Free trade brings many benefits – including to tourists like you and me. In the early 1970s, Brittany was a distant, neglected corner of France. Alexis Gourvennec was a farmer keen to find new markets. He also had a map, and could see that Plymouth, 100 miles north of the Breton port of Roscoff, was less than half as far as Paris.
The UK and Ireland were set to join the common market (as the European project, then the EEC, was commonly known). He talked to several large shipping companies to try to drum up interest in the route, but all turned him down.
So along with a group of fellow Breton growers keen to export artichokes and cauliflowers, Mr Gourvennec set up the catchily named L’armement Bretagne-Angleterre-Irelande.
It helped that he was chair of the Finisterre branch of the French bank Credit Agricole, which invested 10 million francs (about £1m at the time) in the venture. Mr Gourvennec and his associates bought a ferry originally built for the Israeli military. She was christened Kerisnel after a small Breton village that is said to be famous in cauliflower circles.
The only cabins on board were inside containers on deck, which even by my standards is a little spartan. So Brittany Ferries moved upmarket and started sailing purpose-built ships on a wider range of western Channel routes. Produce north, tourists south was the business plan.
The company concedes that business in the Seventies was not always smooth sailing. Two vessels ran aground off St Malo. The familiar French fishermen’s strike closed Roscoff on the maiden voyage of the ferry Cornouaille – “forcing her to return to Plymouth where she was used as a hotel for three days”, says the company website. But in the same decade, Brittany Ferries used the freedom of the seas to launch a link between Plymouth and Santander in northern Spain.
By 1986, the line was carrying a million passengers a year.
The Nineties constituted the decade of greatest change for Anglo-French travel. The Channel Tunnel opened; I find it astonishing that anyone would ever drive via the Folkestone-Calais crossing to reach Brittany, but apparently some do. Many more whose destination is in the western half of France also use Eurotunnel, diminishing the demand for what have become well-appointed “cruise ferries”.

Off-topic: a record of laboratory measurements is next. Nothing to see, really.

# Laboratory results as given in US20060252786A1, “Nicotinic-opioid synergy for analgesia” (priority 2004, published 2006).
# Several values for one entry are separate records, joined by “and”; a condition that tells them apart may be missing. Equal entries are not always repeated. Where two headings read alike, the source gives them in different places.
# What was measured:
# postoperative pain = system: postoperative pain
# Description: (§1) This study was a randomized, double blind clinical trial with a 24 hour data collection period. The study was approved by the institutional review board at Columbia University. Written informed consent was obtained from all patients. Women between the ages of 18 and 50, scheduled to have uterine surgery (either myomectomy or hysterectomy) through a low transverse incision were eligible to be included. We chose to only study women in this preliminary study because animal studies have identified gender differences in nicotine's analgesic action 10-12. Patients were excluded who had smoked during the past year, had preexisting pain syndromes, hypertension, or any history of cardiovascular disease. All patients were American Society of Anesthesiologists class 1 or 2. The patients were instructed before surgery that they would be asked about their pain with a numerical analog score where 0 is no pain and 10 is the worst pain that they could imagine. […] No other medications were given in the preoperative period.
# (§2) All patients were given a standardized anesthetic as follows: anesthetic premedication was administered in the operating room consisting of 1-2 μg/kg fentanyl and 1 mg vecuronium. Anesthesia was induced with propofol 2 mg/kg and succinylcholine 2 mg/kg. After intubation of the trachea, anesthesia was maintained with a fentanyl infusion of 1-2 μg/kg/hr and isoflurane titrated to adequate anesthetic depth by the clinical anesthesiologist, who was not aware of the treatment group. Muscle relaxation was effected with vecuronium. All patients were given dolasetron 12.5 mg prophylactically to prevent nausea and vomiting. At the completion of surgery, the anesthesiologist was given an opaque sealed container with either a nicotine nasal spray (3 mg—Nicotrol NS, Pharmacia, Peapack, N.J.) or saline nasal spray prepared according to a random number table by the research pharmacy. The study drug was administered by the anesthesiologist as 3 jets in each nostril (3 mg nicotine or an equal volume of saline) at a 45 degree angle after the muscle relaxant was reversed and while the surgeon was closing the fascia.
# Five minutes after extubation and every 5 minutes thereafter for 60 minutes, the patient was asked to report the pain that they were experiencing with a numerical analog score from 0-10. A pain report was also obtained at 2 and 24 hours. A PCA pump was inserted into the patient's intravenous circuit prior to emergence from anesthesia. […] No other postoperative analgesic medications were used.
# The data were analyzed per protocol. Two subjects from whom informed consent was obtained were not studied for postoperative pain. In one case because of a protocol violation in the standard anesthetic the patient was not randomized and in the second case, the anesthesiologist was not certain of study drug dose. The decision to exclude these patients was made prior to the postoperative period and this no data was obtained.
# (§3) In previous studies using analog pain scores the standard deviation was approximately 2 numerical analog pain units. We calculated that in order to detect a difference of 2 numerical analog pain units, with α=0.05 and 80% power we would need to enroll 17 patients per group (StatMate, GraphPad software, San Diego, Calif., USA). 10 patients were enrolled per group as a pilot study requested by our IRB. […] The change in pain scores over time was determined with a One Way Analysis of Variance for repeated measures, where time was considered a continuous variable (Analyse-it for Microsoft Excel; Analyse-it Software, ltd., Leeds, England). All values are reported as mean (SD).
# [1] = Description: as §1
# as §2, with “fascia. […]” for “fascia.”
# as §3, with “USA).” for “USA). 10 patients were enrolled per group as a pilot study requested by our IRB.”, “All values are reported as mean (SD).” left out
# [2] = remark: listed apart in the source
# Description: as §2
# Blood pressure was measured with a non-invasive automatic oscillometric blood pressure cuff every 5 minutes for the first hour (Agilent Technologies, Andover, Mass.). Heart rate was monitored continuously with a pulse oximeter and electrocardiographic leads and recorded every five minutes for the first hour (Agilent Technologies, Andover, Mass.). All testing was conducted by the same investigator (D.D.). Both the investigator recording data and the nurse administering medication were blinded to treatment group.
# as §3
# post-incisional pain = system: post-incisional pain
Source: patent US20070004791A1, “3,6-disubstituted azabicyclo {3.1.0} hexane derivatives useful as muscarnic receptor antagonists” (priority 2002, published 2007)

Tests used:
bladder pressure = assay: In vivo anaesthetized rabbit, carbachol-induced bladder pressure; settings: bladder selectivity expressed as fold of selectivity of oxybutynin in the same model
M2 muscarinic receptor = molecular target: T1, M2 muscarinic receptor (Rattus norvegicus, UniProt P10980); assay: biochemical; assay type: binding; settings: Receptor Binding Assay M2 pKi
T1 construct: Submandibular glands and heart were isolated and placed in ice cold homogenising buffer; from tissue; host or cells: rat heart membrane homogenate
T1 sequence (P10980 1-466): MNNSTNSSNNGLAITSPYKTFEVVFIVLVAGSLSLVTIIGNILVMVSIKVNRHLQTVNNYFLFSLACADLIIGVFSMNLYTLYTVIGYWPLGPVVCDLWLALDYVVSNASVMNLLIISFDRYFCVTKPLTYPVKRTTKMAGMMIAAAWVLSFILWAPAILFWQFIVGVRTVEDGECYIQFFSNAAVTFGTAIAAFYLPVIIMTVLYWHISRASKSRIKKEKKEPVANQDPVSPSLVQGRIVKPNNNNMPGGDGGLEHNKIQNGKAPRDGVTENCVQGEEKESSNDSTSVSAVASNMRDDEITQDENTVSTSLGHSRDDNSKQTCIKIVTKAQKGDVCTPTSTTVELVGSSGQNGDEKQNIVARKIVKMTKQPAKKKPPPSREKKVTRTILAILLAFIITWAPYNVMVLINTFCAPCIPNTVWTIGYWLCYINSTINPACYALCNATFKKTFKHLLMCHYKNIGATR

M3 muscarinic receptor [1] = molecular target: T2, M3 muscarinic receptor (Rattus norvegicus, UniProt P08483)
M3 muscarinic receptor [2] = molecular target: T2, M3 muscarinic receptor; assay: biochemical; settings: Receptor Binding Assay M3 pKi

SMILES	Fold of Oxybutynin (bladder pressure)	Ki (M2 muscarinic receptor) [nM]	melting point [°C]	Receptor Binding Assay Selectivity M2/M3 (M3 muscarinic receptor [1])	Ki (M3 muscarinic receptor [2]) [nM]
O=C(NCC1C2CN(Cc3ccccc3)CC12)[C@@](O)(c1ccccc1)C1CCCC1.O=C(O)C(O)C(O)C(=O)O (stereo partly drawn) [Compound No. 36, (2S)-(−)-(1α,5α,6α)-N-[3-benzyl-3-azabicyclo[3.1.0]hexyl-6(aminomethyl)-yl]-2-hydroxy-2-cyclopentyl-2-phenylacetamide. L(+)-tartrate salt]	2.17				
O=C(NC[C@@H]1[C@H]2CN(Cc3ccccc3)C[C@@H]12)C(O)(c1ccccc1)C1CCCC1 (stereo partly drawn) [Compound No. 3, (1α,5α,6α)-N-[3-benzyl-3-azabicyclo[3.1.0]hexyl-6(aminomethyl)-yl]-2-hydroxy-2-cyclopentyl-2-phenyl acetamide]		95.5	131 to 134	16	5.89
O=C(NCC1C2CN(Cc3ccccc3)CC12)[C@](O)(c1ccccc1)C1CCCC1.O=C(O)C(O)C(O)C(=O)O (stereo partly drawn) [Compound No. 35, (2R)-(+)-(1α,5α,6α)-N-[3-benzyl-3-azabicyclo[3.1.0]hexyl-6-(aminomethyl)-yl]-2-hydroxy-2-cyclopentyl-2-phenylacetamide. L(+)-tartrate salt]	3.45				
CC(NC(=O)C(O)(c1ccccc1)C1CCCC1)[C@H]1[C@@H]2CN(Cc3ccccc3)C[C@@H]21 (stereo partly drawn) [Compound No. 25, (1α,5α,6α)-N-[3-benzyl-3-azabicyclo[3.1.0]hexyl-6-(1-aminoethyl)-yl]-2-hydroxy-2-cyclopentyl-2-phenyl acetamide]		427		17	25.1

Next, easyJet started flying, with Luton-Nice becoming its second international route (the first was to Amsterdam). By the end of the 1990s, no-frills flying was undercutting the car ferry for many travellers. And in 1999, duty-free ended within the European Community, as it had become, eroding the appeal of ferry travel for some.
The business case for the Channel Tunnel envisaged that the Dover Strait ferries would sail away into the sunset. By the turn of the century it was clear that they were here to stay. Intense competition (some of it from heavily subsidised French lines) led Brittany Ferries to move further west. Sailings from the UK to Spain increased when P&O Ferries pulled out, and in 2018 Brittany Ferries launched Cork-Santander – a direct 620-mile route that is made for the Brexit era of bypassing Britain.
A year later, its flagship liner Pont-Aven suffered a fire in her engine room and problems with her steering gear, hitting early summer bookings.
Much worse was to come. Brexit plus Covid spelt misery for travellers, and therefore for Brittany Ferries. This time last year, remember, visitors from the UK were banned by France on account of the Omicron variant of the coronavirus. The line kept going, and, along with Stena Line, is in the forefront of less environmentally damaging transport – notably with Salamanca, a new Chinese-built vessel fuelled by liquid natural gas.
Despite every effort by the Brexiteers to diminish trade and tourism, Brittany Ferries sails on. Travellers should be thankful for half a century of mostly blissful Breton horizons.